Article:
Mounting the rails will require drilling 7/8-inch holes in the bed, and unless you have this bit already in your toolbox, it might take a little doing to find one locally. The home-improvement stores typically don’t carry these bits, and if there’s no tool supply in town, plan on sourcing from companies on the Internet like McMaster-Carr.

An extra-long 1/8-inch drill bit along with the standard length 1/8-inch bit will be necessary to get all the way through the frame’s cross members. When buying bits for this job, don’t skimp on quality.

If you’re installing the rails, take your time with the measurements. The measuring process can make or break the whole deal. After the rails are located, begin marking the mounting holes with a center punch and drilling 1/8-inch pilot holes. Once the pilot holes are done, it’s time to go underneath, taking in hand both the driver’s- and passenger’s-side rear brackets, as well as the corresponding U-bolts with the spacers, washers and nuts necessary for the installation. By carefully studying the diagram and the text in the instructions, you’ll be able to see how and where the brackets will line up based on the pilot holes.

After confirming that the brackets are aligned properly, and following the instructions precisely, the rear mounting rail holes can be enlarged by stepping up using a 9/16-inch bit before drilling out the holes to the final 7/8-inch dimension. Follow this immediately by positioning the U-shaped spacers and carriage bolts, including the two underneath requiring the threaded fish wire, and locking straps for inside the frame rails. With all hardware and spacers permanently positioned, secure everything by hand for the time being.

At this point, the Patriot base is lifted into the bed for final alignment between the rear and front mounting rails. Setting the base onto the rear attachment point of the mounting rail first will allow the front end of it to be easily lifted to position the front mounting rail. This is also a good time to recheck the measurements and be sure all parts are lined up and centered. Now, essentially the same drilling and bolting process for the rear rail is mirrored, but this time to suit the front frame brackets’ differing shapes.

The next step is to take a moment to verify that all of the hardware is where it belongs by matching the brackets and fasteners to the images in the instructions. Set the torque wrench to 80 ft-lb and tighten all the nuts to make it final.

With the Patriot Slider base fully pinned into place, it’s necessary to measure the trailer hitch height so that the pivot arms can be set for the coupler. The pivot arms can be adjusted in six positions, including vertically from 17 to 19 inches to accommodate the bed and kingpin height.

After determining the best spot for the pivot arms, the coupler leveling kit (torsion pin) must also be affixed just prior to resting the coupler onto the pivots. This task can be done relatively quickly with a single bolt assembly and hammering a very tough clip into position. Once the saddle is in place, it’s towing time.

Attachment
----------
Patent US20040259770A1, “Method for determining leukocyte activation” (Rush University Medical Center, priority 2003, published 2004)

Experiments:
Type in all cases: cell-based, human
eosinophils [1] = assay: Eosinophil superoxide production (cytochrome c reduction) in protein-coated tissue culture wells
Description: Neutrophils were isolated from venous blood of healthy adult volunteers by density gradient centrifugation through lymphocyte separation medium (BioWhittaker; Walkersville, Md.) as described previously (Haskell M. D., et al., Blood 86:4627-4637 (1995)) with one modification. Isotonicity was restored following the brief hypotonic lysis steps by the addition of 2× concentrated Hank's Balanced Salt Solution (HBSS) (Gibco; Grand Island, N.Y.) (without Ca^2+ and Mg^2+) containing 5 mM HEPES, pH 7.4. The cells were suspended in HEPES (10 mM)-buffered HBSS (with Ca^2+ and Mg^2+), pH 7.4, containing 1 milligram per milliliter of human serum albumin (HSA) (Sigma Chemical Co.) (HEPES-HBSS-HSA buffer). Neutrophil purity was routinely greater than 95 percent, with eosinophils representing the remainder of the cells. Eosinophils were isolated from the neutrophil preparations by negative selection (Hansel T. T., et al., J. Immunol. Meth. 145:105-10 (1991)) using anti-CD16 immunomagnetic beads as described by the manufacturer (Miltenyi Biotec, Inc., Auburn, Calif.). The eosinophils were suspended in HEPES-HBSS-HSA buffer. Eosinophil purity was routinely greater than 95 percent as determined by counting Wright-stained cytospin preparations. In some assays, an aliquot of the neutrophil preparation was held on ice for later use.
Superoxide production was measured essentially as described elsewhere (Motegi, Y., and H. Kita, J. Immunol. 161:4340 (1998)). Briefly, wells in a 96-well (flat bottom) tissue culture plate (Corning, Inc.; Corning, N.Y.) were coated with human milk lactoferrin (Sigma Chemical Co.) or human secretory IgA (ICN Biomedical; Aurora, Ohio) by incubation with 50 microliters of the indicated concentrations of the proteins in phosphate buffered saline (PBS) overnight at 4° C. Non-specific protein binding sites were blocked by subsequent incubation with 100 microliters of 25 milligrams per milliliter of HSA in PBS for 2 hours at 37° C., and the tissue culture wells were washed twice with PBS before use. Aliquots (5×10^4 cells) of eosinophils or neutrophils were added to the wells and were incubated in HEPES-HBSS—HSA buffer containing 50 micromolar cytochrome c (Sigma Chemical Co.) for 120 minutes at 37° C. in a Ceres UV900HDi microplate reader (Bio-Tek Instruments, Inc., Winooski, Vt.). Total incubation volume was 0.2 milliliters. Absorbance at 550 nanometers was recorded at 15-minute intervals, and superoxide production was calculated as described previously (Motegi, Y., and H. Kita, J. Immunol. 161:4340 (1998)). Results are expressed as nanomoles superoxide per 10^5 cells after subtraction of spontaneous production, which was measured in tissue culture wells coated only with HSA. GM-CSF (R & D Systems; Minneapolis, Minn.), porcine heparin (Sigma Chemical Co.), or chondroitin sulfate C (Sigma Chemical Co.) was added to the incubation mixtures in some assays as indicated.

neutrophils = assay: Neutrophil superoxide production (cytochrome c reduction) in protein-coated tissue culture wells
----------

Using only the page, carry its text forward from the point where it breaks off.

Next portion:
Operating the Patriot Slider is not very complicated, and the 3/4-inch wraparound jaws rely on a cam-action handle to release the grip around the kingpin. For our tastes, the coupler handle is a little on the short side, but we quickly learned to compensate. The mechanism works smoothly, even on undulating terrain.

The side-to-side pivot of the coupler is spring-cushioned, and the use of polyurethane bushings prevents metal-to-metal contact. The articulating coupler makes it easy to hitch up, and the jaws open and close smoothly, which makes fighting with the release handle a thing of the past. The tolerances around the kingpin are very tight, and thus we experienced no noise during towing.

When it comes time to release the slide before making a tight maneuver, the trailer brakes are activated or trailer wheels chocked, and the handle is pulled toward the rear of the truck to unlock the mechanism. The truck is then inched forward until the handle falls, which indicates a locked position; the slide will move 12 inches. To return the coupler to the center travel position, the trailer brakes are again engaged or the trailer wheels chocked, the handle is pulled toward the rear to unlock the system, and the truck is moved slowly in reverse until the handle falls and the mechanism locks. The process is very easy — you just have to remember to do it.

Considering all that’s involved to install a fifth-wheel hitch, the Patriot Slider was actually an enjoyable afternoon project, with credit given to the explicit instructions. While the Patriot Slider may not be equipped with fancy on-the-fly sliding action, it’s built to withstand the rigors of long-term fifth-wheel towing, and it feels secure. Maintenance is relegated to lubricating the coupler (or using a lube plate), the jaws (with automotive chassis grease) and the saddle (through the zerk fitting) every six months or as needed.

The Patriot Slider retails for $799, and the optional rail kit is $230. The hitch is made in the USA, and B&W backs it with a limited lifetime warranty. B&W is family-owned and -operated in Humboldt, Kansas, and like many great American companies, it all started in a garage with two people who had a vision.

B&W Trailer Hitches | 800-810-4918 |